For years, Ford has championed its "world's-first" hybrid SUV, the Escape; GM eagerly exposed its joint effort with DaimlerChrysler to create an advanced hybrid system; and Honda quietly, yet conspicuously, revealed the Accord Hybrid, an automobile for those consumers who want to let others know they're not making a statement. Or something like that.
To Toyota, however, this is an old game. The widely-popular - and widely-practical - Prius has been around since the 2000 model year, and is already in its second skin. Sure, Honda has offered the Insight hybrid for just as long, but its two-seat configuration, flat rear deck with no enclosure for luggage, and odd-ball styling have stifled sales. And, the Honda Civic Hybrid, first delivered to U.S. customers in 2003, has neither made the type of impact, nor commanded the respect that the Prius enjoys.
Toyota planned it perfectly. When the hybrid craze truly exploded a year or two ago, this Japanese automaker already had a production vehicle in U.S. showrooms. Better yet, all Prius models were developed with the gas/electric powertrain, so the consumer experiences instant recognition, plus a measure of status, for piloting one. By comparison, cross paths with a Civic Hybrid on a two-lane road and you'd likely never suspect its energy-efficient surname.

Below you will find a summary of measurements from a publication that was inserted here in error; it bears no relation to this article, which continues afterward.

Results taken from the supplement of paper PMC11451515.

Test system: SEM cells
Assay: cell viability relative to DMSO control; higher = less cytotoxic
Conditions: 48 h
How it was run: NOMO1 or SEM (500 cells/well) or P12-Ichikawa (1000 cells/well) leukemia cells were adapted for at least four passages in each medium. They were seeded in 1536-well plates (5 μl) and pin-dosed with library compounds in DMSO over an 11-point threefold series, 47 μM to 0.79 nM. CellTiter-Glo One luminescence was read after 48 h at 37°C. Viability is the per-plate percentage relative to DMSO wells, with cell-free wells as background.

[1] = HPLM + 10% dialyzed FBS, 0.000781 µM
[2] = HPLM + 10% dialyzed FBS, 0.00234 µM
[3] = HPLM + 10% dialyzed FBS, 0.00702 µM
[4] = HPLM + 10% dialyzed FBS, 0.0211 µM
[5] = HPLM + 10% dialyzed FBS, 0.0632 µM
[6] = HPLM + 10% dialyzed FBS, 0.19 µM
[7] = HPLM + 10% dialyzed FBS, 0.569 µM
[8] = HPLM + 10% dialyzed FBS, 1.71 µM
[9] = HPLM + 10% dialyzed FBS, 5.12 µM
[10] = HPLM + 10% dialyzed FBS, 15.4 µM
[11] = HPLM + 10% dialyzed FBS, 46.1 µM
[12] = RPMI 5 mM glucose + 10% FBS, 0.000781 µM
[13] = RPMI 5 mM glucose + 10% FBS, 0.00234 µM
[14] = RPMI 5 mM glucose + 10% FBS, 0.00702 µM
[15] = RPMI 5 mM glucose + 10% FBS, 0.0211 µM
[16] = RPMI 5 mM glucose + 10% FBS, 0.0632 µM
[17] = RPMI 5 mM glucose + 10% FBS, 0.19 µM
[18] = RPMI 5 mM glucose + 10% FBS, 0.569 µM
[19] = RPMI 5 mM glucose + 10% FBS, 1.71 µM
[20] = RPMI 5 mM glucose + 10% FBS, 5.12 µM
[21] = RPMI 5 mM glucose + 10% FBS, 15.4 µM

But as the technology improves, customers are now expecting electric supplementation across the manufacturers' lineups. That is, increasing numbers of mainstream vehicles will propel themselves via both combustion and electrons. Undoubtedly, the result should be positive, as hybrid vehicles will likely lose the status-fulfillment feature and, instead, just require less fueling.
Welcome to the Toyota Highlander Hybrid. Toyota points out that with this vehicle's introduction; it is the first automaker to sell a 7-passenger hybrid SUV. (Ford's Escape Hybrid ferries five.) This makes Toyota unique in offering both a mid-sized passenger car and a mid-sized SUV that utilize dual power sources.